GSM switch-off is good news for phone users, not for connected devices

Asian and U.S. operators are more aggressive than their European counterparts

mobile 4G LTE
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Carriers around the world are converging on 2017 as the year to turn off their GSM networks, with three operators in Singapore announcing Monday their plans to reuse their GSM spectrum for other services.

The end of GSM will free up more bandwidth for faster 3G and 4G network technologies -- but will also force users of older connected devices that depend on GSM networks to upgrade or replace them.

On Monday, Singaporean operators M1, Singtel and StarHub became the latest operators to set a timetable for turning off their GSM networks. They will do so on April 1, 2017, following in the footsteps of Telstra in Australia, which plans to do so by the end of 2016, and AT&T in the U.S, which will flip the switch on Jan. 1, 2017.

For many mobile phone users, the switch-off could pass almost unnoticed. Today, the majority of mobile customers have phones that also connect to 3G and 4G networks; only a small percentage of subscribers still use GSM-only phones, according to the Singaporean operators. When Telstra made its announcement last year, it said GSM accounted for less than 1 percent of the total traffic.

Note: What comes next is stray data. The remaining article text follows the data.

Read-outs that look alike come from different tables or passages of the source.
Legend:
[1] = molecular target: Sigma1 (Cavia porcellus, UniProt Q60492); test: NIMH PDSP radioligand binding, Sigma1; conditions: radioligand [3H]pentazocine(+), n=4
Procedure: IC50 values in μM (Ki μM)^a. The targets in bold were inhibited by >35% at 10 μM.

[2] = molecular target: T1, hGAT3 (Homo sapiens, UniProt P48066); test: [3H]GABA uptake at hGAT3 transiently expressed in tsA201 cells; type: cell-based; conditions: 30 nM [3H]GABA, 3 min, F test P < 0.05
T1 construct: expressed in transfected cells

The reasons for turning off GSM networks are technical and financial. Turning them off means the spectrum can be reused by more efficient 3G and 4G networks, which can use the same bandwidth to carry more data or serve more customers -- and hence generate more revenue. Having one less network to manage should also result in lower costs for operators.

The rapid pace of phone replacement means most phones in use are ready for the switch to 3G or 4G -- but that's not the case for many connected devices, which tend to have far longer working lives. Because of its low cost and good coverage, GSM is a popular option for so-called machine-to-machine (M2M) connections used to link vehicles, alarms, vending machines and a host of other connected devices. There were about 160 million of them by the end of last year, according to Machina Research. A new generation of chipsets is laying the groundwork for cheaper LTE modems for such applications, but the majority of M2M devices shipping today rely on GSM, Machina Research CEO Matt Hatton said.

Upgrading the network will be worth it, though, according to AT&T. The higher speeds offered by 3G and 4G networks will enable enterprises to deliver better M2M applications. For example, video cameras for real-time streaming and driver dash cameras for fleet trucks will be possible.

Not all operators are as aggressive in their plans to turn off GSM. In general, European operators are being a bit more cautious. For French network operator Orange, there will no big switch off, according to Yves Bellego, director of Technical and Network Strategy at the French operator. Norwegian operator Telenor plans to turn off its 3G network in 2020, and its GSM network in 2025, it recently announced.

The reticence to make the move isn't just down to wanting to support existing M2M devices. The European operators still have lucrative roaming businesses and could run into some regulatory issues if they decide to turn off GSM networks in the next couple of years, according to Hatton.

Send news tips and comments to mikael_ricknas@idg.com

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